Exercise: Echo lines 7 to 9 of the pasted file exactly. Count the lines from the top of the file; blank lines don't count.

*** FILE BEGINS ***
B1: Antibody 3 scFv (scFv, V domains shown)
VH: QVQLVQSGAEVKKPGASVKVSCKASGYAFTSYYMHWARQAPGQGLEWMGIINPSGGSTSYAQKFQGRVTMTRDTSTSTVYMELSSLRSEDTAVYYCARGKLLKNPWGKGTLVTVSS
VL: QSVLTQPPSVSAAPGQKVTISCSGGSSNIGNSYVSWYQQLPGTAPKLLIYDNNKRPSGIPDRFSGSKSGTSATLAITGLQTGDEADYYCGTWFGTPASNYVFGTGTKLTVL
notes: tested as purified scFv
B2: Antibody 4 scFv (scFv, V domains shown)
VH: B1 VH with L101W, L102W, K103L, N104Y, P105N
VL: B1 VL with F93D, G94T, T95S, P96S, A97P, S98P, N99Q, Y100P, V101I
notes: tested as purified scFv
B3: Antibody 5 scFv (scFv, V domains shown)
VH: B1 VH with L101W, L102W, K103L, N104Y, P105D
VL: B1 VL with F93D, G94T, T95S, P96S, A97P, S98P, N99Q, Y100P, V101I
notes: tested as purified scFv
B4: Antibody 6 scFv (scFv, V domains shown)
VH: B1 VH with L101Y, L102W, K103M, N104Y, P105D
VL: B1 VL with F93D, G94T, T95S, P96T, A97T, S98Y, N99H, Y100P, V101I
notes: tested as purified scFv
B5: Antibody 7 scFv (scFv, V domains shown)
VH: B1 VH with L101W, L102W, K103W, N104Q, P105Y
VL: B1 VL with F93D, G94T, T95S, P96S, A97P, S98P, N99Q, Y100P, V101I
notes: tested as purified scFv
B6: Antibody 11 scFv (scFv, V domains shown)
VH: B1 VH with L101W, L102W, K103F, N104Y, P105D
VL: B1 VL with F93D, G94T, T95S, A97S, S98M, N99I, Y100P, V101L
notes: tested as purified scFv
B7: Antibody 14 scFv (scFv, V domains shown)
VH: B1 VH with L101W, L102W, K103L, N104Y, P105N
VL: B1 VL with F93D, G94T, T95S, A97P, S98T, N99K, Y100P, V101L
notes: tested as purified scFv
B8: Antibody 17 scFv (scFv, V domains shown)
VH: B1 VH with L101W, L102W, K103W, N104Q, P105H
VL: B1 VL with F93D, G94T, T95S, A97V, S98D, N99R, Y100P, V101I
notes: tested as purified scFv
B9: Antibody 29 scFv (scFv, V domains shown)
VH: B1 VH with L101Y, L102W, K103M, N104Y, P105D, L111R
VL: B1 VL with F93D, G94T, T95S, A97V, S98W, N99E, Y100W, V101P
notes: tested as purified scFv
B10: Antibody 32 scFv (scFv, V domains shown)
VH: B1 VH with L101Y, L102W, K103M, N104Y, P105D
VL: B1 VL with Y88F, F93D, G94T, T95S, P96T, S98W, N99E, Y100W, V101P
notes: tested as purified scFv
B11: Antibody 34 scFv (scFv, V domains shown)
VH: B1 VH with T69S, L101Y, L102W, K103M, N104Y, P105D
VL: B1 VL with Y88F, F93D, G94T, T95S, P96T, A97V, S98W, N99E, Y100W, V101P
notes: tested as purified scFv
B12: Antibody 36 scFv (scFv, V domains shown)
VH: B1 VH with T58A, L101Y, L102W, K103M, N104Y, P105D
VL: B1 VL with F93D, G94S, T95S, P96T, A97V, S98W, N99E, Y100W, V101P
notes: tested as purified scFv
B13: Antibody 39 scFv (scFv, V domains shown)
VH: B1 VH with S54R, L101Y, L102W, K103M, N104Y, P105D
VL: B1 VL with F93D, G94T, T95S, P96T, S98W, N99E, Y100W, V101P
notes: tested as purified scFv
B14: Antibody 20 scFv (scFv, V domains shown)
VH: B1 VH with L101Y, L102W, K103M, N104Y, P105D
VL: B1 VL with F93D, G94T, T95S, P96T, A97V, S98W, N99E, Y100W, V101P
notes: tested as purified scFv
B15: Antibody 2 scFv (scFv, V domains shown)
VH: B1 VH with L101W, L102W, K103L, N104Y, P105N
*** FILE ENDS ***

VL: B1 VL with F93D, G94T, T95S, P96S, A97P, S98P, N99Q, Y100P, V101I
notes: tested as purified scFv
B3: Antibody 5 scFv (scFv, V domains shown)